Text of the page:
Lizwi 4 Posted December 29, 2019 Hlw. Still I failing to understand the difference between Linear, semilinear and Quasilinear pde even after reading from Google. Can anyone clarify for me please. 0 Share this post Link to post Share on other sites

studiot 2114 Posted December 29, 2019 (edited) 5 hours ago, Lizwi said: Hlw. Still I failing to understand the difference between Linear, semilinear and Quasilinear pde even after reading from Google. Can anyone clarify for me please. Hi, Liz, What does your textbook say ? I ask this because there are several different ways to approach this and I don't want to confuse you with a different one than you are used to. does your textbook use x^{2}U_{xx }- yU_{xy} = U Which is linear and x^{2}U_{xx }- yU_{xy} = U^{2} Which is non linear or the same two equations written like this [math]{x^2}\frac{{{\partial ^2}U}}{{\partial {x^2}}} - y\frac{{{\partial ^2}U}}{{\partial x\partial y}} = U[/math] and [math]{x^2}\frac{{{\partial ^2}U}}{{\partial {x^2}}} - y\frac{{{\partial ^2}U}}{{\partial x\partial y}} = {U^2}[/math] Or possibly even like this. This is known as operator notation. Note these are different eqautions from before. [math]L\left[ U \right] = \left[ {\frac{{{\partial ^2}U}}{{\partial {x^2}}} - {c^2}\frac{{{\partial ^2}U}}{{\partial u\partial y}}} \right][/math] which is linear and [math]L\left[ U \right] = \left[ {{{\left( {\frac{{\partial U}}{{\partial x}}} \right)}^2} - {c^2}{{\left( {\frac{{\partial U}}{{\partial y}}} \right)}^2}} \right][/math] Which is non linear It is important to be able to separate PDEs into linear and non linear as a first step. Edited December 29, 2019 by studiot 1 Share this post Link to post Share on other sites

Lizwi 4 Posted December 30, 2019 They said " Linear equation is the one in which there is no products of the dependent variable and its derivative. 0 Share this post Link to post Share on other sites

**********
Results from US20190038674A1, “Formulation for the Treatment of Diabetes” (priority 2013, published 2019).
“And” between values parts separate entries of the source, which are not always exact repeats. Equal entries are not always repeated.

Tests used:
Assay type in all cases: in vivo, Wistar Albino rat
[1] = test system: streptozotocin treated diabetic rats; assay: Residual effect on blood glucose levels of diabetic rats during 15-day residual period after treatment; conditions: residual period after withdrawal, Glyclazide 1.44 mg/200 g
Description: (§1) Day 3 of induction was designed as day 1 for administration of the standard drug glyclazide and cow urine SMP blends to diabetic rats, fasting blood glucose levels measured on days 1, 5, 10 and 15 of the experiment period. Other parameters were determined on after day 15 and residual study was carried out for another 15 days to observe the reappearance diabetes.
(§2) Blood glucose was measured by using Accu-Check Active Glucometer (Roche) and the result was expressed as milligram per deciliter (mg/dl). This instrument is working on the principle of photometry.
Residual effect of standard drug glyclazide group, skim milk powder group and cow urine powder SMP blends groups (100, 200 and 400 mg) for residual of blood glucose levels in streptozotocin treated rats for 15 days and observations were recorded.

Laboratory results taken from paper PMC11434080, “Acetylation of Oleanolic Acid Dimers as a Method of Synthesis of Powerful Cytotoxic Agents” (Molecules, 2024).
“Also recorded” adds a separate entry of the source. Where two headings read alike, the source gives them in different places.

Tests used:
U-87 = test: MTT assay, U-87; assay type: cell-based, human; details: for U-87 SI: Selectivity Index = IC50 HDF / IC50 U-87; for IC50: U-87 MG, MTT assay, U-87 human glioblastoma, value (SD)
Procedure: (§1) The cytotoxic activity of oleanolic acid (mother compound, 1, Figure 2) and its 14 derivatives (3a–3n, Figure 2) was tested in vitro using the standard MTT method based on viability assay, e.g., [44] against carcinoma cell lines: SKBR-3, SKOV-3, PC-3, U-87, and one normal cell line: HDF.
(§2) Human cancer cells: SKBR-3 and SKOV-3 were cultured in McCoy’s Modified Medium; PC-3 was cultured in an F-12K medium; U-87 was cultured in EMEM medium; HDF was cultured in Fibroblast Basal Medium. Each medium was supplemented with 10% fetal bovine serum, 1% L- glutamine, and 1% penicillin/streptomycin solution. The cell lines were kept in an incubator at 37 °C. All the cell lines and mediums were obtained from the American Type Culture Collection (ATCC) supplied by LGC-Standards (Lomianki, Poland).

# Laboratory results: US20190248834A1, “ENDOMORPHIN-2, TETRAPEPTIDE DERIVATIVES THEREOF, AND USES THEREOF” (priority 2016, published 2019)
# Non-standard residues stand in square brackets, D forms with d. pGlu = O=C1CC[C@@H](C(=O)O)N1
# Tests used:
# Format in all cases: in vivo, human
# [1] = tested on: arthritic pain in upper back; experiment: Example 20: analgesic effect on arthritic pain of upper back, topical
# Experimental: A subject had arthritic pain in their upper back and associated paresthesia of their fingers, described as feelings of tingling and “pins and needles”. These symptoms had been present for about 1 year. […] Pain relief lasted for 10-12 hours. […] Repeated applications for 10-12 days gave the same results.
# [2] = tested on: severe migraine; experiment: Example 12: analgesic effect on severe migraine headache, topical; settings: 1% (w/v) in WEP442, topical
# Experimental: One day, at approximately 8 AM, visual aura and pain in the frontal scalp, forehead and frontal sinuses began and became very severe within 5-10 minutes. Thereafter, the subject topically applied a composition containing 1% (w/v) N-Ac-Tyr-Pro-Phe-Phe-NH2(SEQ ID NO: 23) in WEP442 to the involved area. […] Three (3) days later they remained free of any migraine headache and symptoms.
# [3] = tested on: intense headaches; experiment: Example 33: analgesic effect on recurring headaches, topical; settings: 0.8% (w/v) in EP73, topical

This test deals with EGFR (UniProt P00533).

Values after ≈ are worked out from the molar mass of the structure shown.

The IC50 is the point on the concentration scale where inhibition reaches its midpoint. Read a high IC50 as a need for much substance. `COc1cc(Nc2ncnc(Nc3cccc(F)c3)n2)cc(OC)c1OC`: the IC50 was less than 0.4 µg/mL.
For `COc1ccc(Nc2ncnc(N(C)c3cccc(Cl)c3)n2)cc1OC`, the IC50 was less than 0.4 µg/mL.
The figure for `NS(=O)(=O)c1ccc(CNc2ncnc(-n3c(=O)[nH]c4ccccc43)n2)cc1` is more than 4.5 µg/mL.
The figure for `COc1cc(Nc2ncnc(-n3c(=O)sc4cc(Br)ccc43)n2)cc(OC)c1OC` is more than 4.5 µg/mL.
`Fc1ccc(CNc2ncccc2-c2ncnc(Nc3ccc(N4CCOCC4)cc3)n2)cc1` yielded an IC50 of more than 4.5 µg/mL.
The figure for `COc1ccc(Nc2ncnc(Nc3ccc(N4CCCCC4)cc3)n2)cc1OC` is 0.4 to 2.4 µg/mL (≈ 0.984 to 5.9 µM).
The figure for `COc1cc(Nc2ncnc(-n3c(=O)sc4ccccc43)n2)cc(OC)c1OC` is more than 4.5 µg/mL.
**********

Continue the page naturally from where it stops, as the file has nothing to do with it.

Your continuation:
studiot 2114 Posted December 30, 2019 24 minutes ago, Lizwi said: They said " Linear equation is the one in which there is no products of the dependent variable and its derivative. This is completely true. But it does not answer my question. to explain quasi linear and semi linear we need to write out some example equations. So which notation is your book using for the PDE ? 0 Share this post Link to post Share on other sites

Lizwi 4 Posted December 30, 2019 For example Is the first equation linear or non linear? 0 Share this post Link to post Share on other sites

studiot 2114 Posted December 30, 2019 1 hour ago, Lizwi said: Is the first equation linear or non linear? Thank you for your answer. Note that all semi linear and quasi linear equations are actually non linear but they can often be reduced to a set of coupled or simultaneous linear ones. You first equation is non linear because u is the dependent variable x, t are the independent variables so we only look at u and its derivatives. The first term is linear because the first derivative (of u) is not multiplied by another function of u or its derivatives. The second term is linear because the second derivative (of u) is not multiplied by another function of u or its derivatives. But the third term is non linear because it contains u^{2} . Have you identified the dependent and independent variables in the other equations and the non linear parts ? 1 Share this post Link to post Share on other sites

Lizwi 4 Posted December 30, 2019 Yes, I understand the variables. Thanks, your explanation is very clear. I think I can classify PDEs now according to their linearity. 0 Share this post Link to post Share on other sites